Purchase Linux CDs / DVDs / Flash Drives at OSDisc.com

Welcome to Our Community

While Linux.org has been around for a while, we recently changed management and had to purge most of the content (including users). If you signed up before April 23rd, 2017 please sign up again. Thanks!

Linux OS

Discussion in 'Getting Started' started by Jairo Acevedo, Oct 12, 2018.

  1. Jairo Acevedo

    Jairo Acevedo New Member

    Joined:
    Oct 12, 2018
    Messages:
    1
    Likes Received:
    1
    I am looking to install Linux in my PC. I don't want to use Windows anymore. What is the recommendation to used Linux. I need a OS to use word, excel, and internet. I am confused because i saw to many options. Please Help me or where can i found information>


     
    wizardfromoz likes this.
  2. atanere

    atanere Moderator
    Gold Supporter

    Joined:
    Apr 6, 2017
    Messages:
    1,699
    Likes Received:
    1,795
    Hi Jairo, and welcome! Your needs for Word and Excel can make a difference. If you have macros embedded in any of your files, then the Linux office programs will not handle them (LibreOffice is the most popular). If you use the more modern .docx and .xlsx formats from Microsoft, you may be okay or maybe not.... you would just need to test some of your documents to see if LibreOffice can open them cleanly and maintain the formatting. Standard Excel formulas should probably be fine, but again, you should test any files that may be critical.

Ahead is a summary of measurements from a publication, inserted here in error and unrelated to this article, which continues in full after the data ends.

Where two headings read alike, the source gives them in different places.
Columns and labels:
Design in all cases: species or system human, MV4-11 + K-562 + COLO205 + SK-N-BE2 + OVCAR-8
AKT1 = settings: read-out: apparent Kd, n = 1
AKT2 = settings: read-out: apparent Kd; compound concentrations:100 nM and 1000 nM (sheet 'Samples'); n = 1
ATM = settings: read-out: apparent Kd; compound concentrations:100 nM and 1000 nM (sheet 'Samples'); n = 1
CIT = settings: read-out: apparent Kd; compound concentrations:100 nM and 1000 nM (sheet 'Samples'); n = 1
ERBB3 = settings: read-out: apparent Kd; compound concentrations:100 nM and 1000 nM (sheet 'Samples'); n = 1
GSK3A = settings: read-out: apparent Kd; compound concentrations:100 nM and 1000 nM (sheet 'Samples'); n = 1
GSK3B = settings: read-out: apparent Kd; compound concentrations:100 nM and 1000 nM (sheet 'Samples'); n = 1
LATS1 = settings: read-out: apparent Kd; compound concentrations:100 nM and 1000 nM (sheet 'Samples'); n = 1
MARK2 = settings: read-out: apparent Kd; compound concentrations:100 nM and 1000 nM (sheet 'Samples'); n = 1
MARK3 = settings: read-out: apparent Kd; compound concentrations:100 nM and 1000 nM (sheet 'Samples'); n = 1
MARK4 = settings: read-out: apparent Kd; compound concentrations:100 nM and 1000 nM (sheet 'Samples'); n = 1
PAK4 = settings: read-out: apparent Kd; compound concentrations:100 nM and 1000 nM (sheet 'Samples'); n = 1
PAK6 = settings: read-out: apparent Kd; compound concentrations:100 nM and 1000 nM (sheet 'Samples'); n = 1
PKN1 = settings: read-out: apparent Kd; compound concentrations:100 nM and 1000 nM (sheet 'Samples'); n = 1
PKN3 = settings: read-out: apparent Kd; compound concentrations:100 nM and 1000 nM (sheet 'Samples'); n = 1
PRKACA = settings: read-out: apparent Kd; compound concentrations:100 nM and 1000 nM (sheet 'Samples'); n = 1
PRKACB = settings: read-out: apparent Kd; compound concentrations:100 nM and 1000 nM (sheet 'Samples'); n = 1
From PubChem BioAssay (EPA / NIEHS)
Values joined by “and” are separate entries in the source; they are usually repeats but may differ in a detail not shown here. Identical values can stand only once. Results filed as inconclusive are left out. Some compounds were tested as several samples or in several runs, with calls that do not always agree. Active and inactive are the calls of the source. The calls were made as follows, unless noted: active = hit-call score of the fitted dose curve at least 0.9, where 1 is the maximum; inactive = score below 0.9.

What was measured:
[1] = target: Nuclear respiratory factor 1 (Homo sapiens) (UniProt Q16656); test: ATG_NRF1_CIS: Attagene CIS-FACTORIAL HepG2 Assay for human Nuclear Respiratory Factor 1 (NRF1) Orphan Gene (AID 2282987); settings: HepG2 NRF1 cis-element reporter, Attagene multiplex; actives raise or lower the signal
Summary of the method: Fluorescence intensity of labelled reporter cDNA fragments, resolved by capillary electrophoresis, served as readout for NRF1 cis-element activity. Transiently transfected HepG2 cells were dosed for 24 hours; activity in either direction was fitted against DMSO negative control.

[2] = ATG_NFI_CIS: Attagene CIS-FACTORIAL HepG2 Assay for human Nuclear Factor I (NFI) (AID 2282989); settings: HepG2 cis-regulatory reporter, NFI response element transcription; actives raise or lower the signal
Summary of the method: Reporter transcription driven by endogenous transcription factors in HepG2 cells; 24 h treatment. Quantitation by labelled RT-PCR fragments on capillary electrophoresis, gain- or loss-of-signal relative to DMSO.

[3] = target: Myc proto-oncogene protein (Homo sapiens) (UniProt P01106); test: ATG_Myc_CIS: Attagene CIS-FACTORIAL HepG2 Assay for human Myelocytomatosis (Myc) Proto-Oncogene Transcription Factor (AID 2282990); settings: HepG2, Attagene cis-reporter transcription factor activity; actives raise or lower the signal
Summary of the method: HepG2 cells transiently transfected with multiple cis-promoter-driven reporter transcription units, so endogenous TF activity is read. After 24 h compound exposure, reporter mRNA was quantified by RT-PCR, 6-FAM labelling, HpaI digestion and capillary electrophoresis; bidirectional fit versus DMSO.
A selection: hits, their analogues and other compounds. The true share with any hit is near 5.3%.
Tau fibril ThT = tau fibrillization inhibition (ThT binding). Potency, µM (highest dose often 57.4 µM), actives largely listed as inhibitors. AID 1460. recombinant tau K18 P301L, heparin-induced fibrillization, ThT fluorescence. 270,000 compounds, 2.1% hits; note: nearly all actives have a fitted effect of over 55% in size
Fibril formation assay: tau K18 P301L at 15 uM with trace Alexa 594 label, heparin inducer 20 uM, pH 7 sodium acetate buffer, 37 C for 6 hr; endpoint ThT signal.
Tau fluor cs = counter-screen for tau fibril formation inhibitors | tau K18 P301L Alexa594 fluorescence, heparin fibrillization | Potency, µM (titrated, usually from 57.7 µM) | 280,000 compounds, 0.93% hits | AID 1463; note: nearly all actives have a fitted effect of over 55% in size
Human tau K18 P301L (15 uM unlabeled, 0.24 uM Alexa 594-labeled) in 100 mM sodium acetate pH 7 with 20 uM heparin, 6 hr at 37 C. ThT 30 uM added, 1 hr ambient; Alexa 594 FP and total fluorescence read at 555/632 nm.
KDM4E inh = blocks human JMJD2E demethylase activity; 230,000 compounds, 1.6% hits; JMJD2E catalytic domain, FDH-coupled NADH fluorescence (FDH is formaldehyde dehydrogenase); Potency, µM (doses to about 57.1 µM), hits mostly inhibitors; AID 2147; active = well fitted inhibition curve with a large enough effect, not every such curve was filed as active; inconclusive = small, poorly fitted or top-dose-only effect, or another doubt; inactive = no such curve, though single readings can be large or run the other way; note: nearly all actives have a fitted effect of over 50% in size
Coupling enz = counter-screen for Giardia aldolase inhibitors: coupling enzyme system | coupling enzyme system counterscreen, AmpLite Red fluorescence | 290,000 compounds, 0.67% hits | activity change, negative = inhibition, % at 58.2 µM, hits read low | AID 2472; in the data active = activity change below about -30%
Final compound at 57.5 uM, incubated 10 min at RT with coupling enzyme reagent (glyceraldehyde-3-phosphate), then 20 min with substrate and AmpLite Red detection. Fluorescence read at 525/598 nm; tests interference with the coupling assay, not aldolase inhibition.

It is far better to use the Linux office programs, such as LibreOffice... but there are a few others available too. Linux is not Windows, and it will not easily install Microsoft Office. There is some chance of using older versions of MS Office, but even those may not work well.

    Before committing to erasing Windows from your computer, you should take some time to test Linux to see if it's right for you. There's a couple of ways to test it out. One way is to install VirtualBox in Windows if you have a fair amount of RAM. VirtualBox will then let you install Linux inside of Windows itself, and you can install 2 or 3 or more until you find what you like, and you can delete them all when done testing. Another way is to install Linux on a "live" DVD or USB flash drive. You can then boot your computer on the DVD or USB so it runs Linux and Windows is never even started.... but running on a DVD or USB is a little slower than running on a hard drive.

    Neither of these methods are perfect, but they are a good way to start experimenting. You can find TONS of information with Google on how both of these methods are done, including videos on YouTube to help show you the steps. But when you have Linux running, you can then test out your Word and Excel files to see if they will be okay.

    Cheers
     
    wizardfromoz likes this.

Share This Page